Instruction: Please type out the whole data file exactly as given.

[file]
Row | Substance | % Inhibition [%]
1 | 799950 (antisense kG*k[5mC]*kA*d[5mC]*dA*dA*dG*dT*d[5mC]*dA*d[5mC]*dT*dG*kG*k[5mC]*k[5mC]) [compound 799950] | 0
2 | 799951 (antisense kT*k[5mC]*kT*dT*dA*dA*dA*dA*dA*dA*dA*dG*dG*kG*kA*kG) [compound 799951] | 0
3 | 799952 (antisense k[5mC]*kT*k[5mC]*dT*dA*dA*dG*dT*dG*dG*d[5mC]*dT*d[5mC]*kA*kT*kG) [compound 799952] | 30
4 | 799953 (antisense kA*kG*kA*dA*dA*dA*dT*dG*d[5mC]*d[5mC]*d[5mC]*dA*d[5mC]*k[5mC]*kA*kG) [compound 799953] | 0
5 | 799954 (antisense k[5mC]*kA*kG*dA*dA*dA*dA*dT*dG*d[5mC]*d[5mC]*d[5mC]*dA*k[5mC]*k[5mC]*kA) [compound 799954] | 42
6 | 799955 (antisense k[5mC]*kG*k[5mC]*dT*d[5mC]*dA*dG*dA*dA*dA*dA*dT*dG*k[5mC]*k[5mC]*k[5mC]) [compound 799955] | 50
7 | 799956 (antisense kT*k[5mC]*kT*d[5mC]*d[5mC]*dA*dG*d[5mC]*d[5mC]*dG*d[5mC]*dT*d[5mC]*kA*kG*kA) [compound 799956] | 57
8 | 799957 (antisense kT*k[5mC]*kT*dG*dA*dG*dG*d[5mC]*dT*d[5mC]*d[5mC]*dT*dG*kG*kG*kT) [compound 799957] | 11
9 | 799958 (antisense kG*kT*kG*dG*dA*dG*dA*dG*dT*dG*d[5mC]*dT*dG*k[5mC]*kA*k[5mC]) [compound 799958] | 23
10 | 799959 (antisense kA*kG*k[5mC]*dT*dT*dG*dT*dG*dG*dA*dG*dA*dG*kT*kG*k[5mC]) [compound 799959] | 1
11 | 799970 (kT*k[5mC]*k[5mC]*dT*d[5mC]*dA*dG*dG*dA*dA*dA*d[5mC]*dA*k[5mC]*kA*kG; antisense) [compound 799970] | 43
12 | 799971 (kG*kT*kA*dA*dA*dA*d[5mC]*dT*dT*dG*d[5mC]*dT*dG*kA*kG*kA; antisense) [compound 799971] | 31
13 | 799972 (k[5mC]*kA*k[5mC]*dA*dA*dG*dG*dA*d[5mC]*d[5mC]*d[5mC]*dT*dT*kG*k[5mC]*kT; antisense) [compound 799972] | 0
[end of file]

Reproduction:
Row | Substance | % Inhibition [%]
1 | 799950 (antisense kG*k[5mC]*kA*d[5mC]*dA*dA*dG*dT*d[5mC]*dA*d[5mC]*dT*dG*kG*k[5mC]*k[5mC]) [compound 799950] | 0
2 | 799951 (antisense kT*k[5mC]*kT*dT*dA*dA*dA*dA*dA*dA*dA*dG*dG*kG*kA*kG) [compound 799951] | 0
3 | 799952 (antisense k[5mC]*kT*k[5mC]*dT*dA*dA*dG*dT*dG*dG*d[5mC]*dT*d[5mC]*kA*kT*kG) [compound 799952] | 30
4 | 799953 (antisense kA*kG*kA*dA*dA*dA*dT*dG*d[5mC]*d[5mC]*d[5mC]*dA*d[5mC]*k[5mC]*kA*kG) [compound 799953] | 0
5 | 799954 (antisense k[5mC]*kA*kG*dA*dA*dA*dA*dT*dG*d[5mC]*d[5mC]*d[5mC]*dA*k[5mC]*k[5mC]*kA) [compound 799954] | 42
6 | 799955 (antisense k[5mC]*kG*k[5mC]*dT*d[5mC]*dA*dG*dA*dA*dA*dA*dT*dG*k[5mC]*k[5mC]*k[5mC]) [compound 799955] | 50
7 | 799956 (antisense kT*k[5mC]*kT*d[5mC]*d[5mC]*dA*dG*d[5mC]*d[5mC]*dG*d[5mC]*dT*d[5mC]*kA*kG*kA) [compound 799956] | 57
8 | 799957 (antisense kT*k[5mC]*kT*dG*dA*dG*dG*d[5mC]*dT*d[5mC]*d[5mC]*dT*dG*kG*kG*kT) [compound 799957] | 11
9 | 799958 (antisense kG*kT*kG*dG*dA*dG*dA*dG*dT*dG*d[5mC]*dT*dG*k[5mC]*kA*k[5mC]) [compound 799958] | 23
10 | 799959 (antisense kA*kG*k[5mC]*dT*dT*dG*dT*dG*dG*dA*dG*dA*dG*kT*kG*k[5mC]) [compound 799959] | 1
11 | 799970 (kT*k[5mC]*k[5mC]*dT*d[5mC]*dA*dG*dG*dA*dA*dA*d[5mC]*dA*k[5mC]*kA*kG; antisense) [compound 799970] | 43
12 | 799971 (kG*kT*kA*dA*dA*dA*d[5mC]*dT*dT*dG*d[5mC]*dT*dG*kA*kG*kA; antisense) [compound 799971] | 31
13 | 799972 (k[5mC]*kA*k[5mC]*dA*dA*dG*dG*dA*d[5mC]*d[5mC]*d[5mC]*dT*dT*kG*k[5mC]*kT; antisense) [compound 799972] | 0